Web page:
2017 Top 10 Grant Tips
- Start-ups forget grants – unless…
- Lessons learned and big highlights revealed
- Tip of the Year
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2017 has been quite a year for government grants in Alberta.
Looking back at all my grants and blogs, I want to share with you the top 2017 grant tips.
#1 Few Start-Up Grants Exist.
Believe it or not, I published 21 blogs this year. Guess which one was read the most? The start-up post: https://albertabusinessgrants.ca/start-up. I didn’t even think it was that interesting – I was wrong. I guess many people on LinkedIn are thinking about starting a business.
If you’re looking to start a business, the best grant in the world right now is Self-Employment Training: http://microbusiness.ca/index.php?page=webpages&menucat=22&id=94&action=displaypage&side=1. Nothing even comes close in the start-up space for start-up funding. Nothing.
#2 Few grants exist for woman entrepreneurs.
In the grant space, you hear all the time, “I hear there are grants for woman starting a business.”
Few female-focused grants exist, but they are more for non-profits. The one business grant that I have come across for female entrepreneurs is here: http://www.startupcan.ca/womenfund/#1479285668746-b1ecd6e5-c357
#3 Lesson learned.
When I started Alberta Business Grants, I wanted to help entrepreneurs navigate the government grant process. That mission still drives my company. When I focus on it, everything seems to work. When I get away from this mission, I get lost.
Last week I tried to get all fancy. I had stumbled upon a list of government grant recipients, and I decided to share it with my audience. One thing. I thought I’d ask people to exchange their email for quick access to it. Guess what happened?
At the time of this post, I’ve had 87 people read that blog. Only two have given me their email for access to the recipient link! Shame on me. I apologize for being greedy everyone, so here is the link: http://open.canada.ca/en/search/grants?f%5B0%5D=date_year%3A2017&f%5B1%5D=type_en%3AContribution
The biggest win of the year was writing a major business award for an Alberta-based entrepreneur. When we write grants, we develop an extensive library. I can use that material to write business award applications. Some of the biggest business awards are the Alberta Order of Excellence, EY Entrepreneur of the Year, and the Order of Canada. I love winning grants, but it’s so cool to watch your clients get recognized as the best in their business. I didn’t ask for his permission to disclose his name here, but he’s awesome and it was great to see his family proud of him.
BY THE WAY, DID YOU KNOW THAT AWARDS AND GRANTS ARE FIRST COUSINS? Start winning awards and watch the grant money pour into your bank account. My favourite award show is http://abbusinessawards.com/. Come to the gala on March 2, 2018.
#5 Grant agency relationships are most important.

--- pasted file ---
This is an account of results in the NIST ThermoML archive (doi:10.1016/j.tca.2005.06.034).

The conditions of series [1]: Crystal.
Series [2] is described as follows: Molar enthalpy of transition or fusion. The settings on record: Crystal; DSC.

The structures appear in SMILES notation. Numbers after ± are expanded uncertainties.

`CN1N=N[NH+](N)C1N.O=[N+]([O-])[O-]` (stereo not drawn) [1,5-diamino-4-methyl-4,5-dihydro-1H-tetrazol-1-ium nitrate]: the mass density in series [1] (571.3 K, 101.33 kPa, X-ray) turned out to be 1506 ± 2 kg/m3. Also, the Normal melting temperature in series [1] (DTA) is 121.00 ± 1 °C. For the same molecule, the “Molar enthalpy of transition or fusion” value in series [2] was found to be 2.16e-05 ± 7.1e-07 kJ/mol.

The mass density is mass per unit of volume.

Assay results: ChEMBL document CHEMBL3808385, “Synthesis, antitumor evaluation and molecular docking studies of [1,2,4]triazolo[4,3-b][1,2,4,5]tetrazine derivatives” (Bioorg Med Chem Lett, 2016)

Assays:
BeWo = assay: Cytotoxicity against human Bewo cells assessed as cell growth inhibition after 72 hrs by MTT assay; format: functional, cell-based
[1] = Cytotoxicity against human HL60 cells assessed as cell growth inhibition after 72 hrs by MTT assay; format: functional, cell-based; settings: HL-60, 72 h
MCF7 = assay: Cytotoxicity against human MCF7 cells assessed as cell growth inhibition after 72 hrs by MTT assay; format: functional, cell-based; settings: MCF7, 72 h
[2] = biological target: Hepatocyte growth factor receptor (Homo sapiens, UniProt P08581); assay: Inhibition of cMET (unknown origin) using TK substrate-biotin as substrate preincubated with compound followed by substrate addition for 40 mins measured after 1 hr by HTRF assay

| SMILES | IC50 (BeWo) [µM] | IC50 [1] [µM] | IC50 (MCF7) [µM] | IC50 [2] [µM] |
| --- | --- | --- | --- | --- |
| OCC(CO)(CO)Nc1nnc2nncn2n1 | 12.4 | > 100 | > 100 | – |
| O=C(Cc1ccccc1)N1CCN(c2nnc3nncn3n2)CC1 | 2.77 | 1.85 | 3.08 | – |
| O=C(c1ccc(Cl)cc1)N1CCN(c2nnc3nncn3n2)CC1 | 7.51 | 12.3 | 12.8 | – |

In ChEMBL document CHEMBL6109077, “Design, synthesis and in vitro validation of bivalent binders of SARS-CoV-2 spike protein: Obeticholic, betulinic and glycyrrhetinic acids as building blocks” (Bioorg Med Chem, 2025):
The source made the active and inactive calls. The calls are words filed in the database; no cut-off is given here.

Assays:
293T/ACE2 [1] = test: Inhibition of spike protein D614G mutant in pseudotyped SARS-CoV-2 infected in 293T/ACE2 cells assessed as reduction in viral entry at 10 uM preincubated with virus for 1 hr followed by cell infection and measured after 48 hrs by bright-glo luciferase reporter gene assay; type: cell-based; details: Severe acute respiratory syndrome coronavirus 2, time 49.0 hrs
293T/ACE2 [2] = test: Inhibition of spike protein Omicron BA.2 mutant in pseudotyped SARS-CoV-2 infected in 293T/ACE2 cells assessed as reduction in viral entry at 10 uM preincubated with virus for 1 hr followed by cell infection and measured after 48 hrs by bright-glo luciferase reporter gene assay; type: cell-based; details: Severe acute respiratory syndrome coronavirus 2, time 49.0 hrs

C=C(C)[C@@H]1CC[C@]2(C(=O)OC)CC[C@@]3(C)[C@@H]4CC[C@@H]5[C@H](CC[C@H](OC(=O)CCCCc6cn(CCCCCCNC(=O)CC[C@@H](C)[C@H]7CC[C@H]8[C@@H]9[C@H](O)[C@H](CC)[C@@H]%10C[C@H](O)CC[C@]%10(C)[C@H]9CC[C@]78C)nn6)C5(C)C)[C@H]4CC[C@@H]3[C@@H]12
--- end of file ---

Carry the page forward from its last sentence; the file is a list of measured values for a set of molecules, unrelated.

I’m about to describe something to you that isn’t fake news. Imagine your phone rings. It’s a grant agency staffer. On that call they tell you that, “there’s a new grant program coming out, and it’s a great fit with your business. You should apply.” That happens over and over when you build a grant plan, meet the grant agency, and then write your application.
Entrepreneurs and business leaders reading this post hear me loud and clear: become the grant agency’s trusted advisor. Don’t be going to a grant agency with your hand out. Go there with a giving and trust-building mindset. You will be so different than 99% of the people who call grant agencies.
Once you are trusted, they will call you and tell you about the money they WANT TO GIVE YOU. I’ve seen this happen so many times.
#6 Meeting the agency BEFORE you write.
I can’t stress this enough: before you write a grant, you must talk to the grant agency. They will tell you everything you need to know. If you want to know what to ask them, I’ve drafted the questions for you: https://albertabusinessgrants.ca/six-questions-to-ask-a-grant-agency-before-you-write
#7 Most grants are disqualified for procedure.
I am often asked, “what happens if we don’t win.” Here is what I’m finding: most grants are disqualified on technicalities. It’s the wrong fit or something like that. Make sure you “check all the boxes.”
#8 Most businesses don’t know about grants
After attending the SPARK grant conference this year, it became abundantly clear that most businesses don’t know grants exist for them out there. For-profit business can find a lot of money for training, hiring, exporting, and developing new products.
#9 If you’re business is growing, you’re more likely to win.
Have you ever gone to the horse races? Some people like to bet 20:1 shot. Others are risk adverse and bet 2:1. Which one of these bets do you think most reflects a grant agency?
2:1. Grant folks are managing tax payer money. They’re not comfortable taking a “long shot” and have to deal with the consequences. My goodness by their very definition, they are “risk adverse.” They have pensions and steady income.
So whatever you do, make sure you’re not considered “risky.” Now you understand why I love business awards so much: they lend third party credibility to your application. Even if they don’t know you, the bureaucrat who approved your grant can always say, “that company was the 2017 Small Business of the Year.”
#10 Tip of the Year: In grants perception and reality are very different.
What people THINK about grants and what is ACTUALLY the case are quite different. Look, a bunch of money is sitting there for businesses. When I was a SPARK, I asked a grant agency staffer, “you still got lots of money?” She replied, “Yes. It’s easy to make friends when you have to give millions of dollars away.”
The government fiscal year ends March 31. You may have an excellent opportunity to get in on March madness if you act quickly. Don’t wait any longer.
I hope 2018 if your best year yet!